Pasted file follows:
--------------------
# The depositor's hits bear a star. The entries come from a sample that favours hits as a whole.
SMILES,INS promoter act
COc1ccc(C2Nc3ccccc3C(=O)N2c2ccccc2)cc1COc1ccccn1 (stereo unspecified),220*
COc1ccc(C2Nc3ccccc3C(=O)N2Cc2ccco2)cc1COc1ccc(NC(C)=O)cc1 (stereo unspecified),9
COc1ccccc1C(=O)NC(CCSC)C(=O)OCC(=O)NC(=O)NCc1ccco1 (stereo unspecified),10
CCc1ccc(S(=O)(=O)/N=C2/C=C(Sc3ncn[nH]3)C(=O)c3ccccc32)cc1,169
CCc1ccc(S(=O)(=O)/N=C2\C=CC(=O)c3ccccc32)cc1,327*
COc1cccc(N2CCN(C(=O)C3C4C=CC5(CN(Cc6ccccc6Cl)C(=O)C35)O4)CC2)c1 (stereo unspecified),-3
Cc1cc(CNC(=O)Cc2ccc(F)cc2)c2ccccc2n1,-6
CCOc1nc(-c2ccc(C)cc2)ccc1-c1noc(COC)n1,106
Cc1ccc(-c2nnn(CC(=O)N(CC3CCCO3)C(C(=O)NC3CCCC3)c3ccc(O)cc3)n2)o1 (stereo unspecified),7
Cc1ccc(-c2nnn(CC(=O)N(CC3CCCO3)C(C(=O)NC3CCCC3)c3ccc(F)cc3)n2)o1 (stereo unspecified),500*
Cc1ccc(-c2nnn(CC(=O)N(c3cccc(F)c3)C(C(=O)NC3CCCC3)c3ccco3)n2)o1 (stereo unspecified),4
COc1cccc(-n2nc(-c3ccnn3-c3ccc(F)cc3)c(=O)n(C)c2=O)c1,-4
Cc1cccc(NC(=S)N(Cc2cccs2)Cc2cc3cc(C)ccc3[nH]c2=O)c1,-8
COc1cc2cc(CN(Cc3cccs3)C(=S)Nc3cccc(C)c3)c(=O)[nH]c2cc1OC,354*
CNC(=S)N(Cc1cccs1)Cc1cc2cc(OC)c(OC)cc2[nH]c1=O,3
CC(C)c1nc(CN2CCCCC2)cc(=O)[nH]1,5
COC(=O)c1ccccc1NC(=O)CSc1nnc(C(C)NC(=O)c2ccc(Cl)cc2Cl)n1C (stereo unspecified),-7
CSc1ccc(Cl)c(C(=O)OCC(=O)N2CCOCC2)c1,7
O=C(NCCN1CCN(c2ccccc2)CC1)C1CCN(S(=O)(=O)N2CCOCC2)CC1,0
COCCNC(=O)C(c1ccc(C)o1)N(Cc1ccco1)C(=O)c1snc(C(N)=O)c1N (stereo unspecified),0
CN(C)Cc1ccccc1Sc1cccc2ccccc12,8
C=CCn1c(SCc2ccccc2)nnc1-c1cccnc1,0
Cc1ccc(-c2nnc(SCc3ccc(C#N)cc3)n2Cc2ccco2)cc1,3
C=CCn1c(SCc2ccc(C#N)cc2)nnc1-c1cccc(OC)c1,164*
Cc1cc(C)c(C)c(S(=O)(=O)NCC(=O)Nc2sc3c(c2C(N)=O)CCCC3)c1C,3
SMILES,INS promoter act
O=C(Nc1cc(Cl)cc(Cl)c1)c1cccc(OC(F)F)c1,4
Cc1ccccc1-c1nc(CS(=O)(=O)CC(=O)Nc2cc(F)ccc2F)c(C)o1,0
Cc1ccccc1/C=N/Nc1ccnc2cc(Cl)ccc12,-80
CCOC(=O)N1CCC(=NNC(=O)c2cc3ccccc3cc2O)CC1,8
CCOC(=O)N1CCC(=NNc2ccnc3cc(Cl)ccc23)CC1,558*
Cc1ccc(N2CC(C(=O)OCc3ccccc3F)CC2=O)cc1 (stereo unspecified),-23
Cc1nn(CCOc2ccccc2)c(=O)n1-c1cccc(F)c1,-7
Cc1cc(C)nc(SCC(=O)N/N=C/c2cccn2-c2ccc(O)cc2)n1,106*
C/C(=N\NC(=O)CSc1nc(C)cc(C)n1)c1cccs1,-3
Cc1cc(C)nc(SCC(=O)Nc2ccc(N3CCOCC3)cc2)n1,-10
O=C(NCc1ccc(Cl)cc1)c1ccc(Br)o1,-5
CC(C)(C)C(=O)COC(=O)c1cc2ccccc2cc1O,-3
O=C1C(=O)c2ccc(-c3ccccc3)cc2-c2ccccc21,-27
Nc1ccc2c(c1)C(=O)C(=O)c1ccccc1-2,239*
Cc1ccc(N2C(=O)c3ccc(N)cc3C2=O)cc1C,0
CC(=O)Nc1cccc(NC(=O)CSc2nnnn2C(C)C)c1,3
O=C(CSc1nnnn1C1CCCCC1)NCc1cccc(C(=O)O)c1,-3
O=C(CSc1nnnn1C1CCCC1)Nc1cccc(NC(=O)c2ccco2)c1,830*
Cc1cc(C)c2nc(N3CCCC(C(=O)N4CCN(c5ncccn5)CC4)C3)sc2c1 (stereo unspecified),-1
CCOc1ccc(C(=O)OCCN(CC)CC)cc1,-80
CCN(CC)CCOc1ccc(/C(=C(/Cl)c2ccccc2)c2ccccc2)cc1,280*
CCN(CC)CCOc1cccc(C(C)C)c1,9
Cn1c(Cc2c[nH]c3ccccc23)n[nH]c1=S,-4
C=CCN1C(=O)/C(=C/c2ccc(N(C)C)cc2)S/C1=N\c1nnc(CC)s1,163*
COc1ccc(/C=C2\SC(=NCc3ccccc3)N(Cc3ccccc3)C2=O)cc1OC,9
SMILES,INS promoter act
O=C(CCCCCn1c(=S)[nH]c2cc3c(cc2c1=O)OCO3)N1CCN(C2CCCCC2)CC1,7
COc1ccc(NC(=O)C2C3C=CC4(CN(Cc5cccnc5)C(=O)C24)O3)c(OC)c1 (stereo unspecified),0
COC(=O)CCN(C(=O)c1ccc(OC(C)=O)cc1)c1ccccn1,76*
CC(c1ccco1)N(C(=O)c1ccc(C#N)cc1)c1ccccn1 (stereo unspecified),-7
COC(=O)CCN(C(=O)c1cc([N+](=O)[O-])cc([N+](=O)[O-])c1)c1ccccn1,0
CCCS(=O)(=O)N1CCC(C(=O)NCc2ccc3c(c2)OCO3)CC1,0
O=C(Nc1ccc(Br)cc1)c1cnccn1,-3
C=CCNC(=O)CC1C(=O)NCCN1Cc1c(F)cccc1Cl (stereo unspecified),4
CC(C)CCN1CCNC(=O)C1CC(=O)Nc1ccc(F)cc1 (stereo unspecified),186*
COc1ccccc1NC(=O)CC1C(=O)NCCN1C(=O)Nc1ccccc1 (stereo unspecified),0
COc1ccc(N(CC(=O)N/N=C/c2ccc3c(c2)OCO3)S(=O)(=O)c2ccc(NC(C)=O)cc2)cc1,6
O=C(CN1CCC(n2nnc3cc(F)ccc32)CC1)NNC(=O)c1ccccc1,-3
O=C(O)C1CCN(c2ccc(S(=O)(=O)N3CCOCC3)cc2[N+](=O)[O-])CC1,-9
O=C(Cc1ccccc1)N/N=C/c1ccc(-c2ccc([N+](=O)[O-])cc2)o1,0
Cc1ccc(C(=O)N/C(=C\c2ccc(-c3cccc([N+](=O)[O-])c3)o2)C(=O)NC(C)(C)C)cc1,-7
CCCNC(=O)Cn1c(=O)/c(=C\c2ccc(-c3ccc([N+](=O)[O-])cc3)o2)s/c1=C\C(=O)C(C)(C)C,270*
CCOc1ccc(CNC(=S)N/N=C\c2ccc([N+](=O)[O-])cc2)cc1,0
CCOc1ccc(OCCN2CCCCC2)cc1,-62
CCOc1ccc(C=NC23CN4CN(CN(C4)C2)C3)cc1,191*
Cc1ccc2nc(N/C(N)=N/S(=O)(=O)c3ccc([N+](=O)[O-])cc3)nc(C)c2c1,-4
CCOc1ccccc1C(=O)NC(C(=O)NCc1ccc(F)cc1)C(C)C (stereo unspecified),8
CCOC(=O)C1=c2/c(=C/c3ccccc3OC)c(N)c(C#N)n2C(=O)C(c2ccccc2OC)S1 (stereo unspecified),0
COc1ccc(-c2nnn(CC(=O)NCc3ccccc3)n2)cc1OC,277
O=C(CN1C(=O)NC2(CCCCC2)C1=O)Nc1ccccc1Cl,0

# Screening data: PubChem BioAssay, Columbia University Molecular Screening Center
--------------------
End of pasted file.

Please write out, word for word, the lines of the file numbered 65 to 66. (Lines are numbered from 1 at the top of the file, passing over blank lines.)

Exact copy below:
COc1ccc(N(CC(=O)N/N=C/c2ccc3c(c2)OCO3)S(=O)(=O)c2ccc(NC(C)=O)cc2)cc1,6
O=C(CN1CCC(n2nnc3cc(F)ccc32)CC1)NNC(=O)c1ccccc1,-3